September 2018
Volume 18, Issue 10
Open Access
Vision Sciences Society Annual Meeting Abstract  |   September 2018
Vision and touch are not automatically integrated
Author Affiliations
  • Stephanie Badde
    Department of Psychology, New York UniversityCenter for Neural Science, New York University
  • Karen Navarro
    Department of Psychology, City College of New York
Journal of Vision September 2018, Vol.18, 95. doi:10.1167/18.10.95
  • Views
  • Share
  • Tools
    • Alerts
      ×
      This feature is available to authenticated users only.
      Sign In or Create an Account ×
    • Get Citation

      Stephanie Badde, Karen Navarro, Michael Landy; Vision and touch are not automatically integrated. Journal of Vision 2018;18(10):95. doi: 10.1167/18.10.95.

      Download citation file:


      © ARVO (1962-2015); The Authors (2016-present)

      ×
  • Supplements
Abstract

Vision and touch code spatial information in different reference frames. For sensory integration, establishing whether visual and tactile stimuli share a common source is costly and might not occur automatically. We tested whether task-enforced encoding of both visual and tactile stimulus locations fosters multisensory integration (Experiment 1) and cross-sensory calibration (Experiment 2). On each trial, a visual, tactile or visual-tactile stimulus was presented on a participant's occluded arm. Participants indicated the location of one stimulus. In multisensory trials, a cue indicated which modality to localize. This cue was pre- or post-stimulation (varied across participants); the latter forces participants to encode both vision and touch. Experiment 1: Unisensory and multisensory trials were interleaved, and visual-tactile pairs with different spatial discrepancies were tested. After localizing the cued stimulus, participants indicated whether they perceived the stimuli in the same (fusion) or in different (non-fusion) locations. Experiment 2: Unisensory and multisensory trials were blocked, and visual-tactile stimulus pairs with one fixed spatial discrepancy were presented in multisensory trials. Unisensory localization performance was tested before and after the multisensory phase. In Experiment 1, tactile location reports were shifted towards the location of the visual stimulus, indicating multisensory integration. Crucially, when the relevant modality was cued after — rather than before — the stimuli, tactile localization was also shifted in non-fusion trials, and the proportion of fused percepts increased. In Experiment 2, when the relevant modality was cued after the stimuli in multisensory trials, tactile localization in subsequent unisensory trials was significantly shifted, indicating cross-sensory calibration. This was not the case when the cue occurred before the stimuli. In sum, we found stronger effects of vision on touch when post-stimulation cueing forced participants to encode spatial information from both modalities. Hence, integration of visual and tactile spatial information is not an automatic process.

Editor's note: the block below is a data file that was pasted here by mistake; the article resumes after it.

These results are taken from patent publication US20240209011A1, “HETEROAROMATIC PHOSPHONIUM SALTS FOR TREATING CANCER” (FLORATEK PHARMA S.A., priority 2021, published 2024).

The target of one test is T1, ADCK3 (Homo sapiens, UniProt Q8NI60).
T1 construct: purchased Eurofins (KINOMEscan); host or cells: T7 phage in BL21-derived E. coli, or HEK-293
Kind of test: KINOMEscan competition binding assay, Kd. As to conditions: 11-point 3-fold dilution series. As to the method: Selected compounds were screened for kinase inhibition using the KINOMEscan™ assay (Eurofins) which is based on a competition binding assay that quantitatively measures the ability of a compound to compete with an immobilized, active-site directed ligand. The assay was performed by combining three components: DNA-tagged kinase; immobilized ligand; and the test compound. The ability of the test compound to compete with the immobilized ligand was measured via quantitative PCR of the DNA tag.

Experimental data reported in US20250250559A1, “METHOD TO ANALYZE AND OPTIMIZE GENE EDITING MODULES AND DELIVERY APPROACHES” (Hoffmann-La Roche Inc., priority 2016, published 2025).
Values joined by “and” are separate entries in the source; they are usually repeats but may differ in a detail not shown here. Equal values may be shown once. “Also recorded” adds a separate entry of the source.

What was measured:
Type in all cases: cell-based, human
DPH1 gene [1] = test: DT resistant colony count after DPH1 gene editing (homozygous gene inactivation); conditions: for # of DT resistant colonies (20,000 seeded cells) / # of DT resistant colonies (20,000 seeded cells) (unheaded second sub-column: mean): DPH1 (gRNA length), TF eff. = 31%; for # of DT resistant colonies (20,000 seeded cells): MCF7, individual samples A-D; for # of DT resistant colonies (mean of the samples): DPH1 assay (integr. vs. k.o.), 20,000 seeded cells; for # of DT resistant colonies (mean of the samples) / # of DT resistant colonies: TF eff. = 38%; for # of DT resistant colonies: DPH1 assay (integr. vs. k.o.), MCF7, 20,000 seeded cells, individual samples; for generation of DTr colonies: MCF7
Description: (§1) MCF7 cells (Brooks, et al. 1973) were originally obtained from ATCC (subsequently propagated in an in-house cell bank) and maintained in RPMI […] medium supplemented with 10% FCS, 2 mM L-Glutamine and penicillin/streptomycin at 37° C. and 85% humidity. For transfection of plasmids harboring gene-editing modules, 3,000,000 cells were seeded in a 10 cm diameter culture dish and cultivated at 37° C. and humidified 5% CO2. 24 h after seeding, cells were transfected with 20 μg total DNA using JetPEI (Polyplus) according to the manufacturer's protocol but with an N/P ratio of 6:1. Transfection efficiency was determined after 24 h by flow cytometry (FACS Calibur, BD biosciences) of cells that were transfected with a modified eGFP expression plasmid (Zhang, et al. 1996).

Meeting abstract presented at VSS 2018

×
×

This PDF is available to Subscribers Only

Sign in or purchase a subscription to access this content. ×

You must be signed into an individual account to use this feature.

×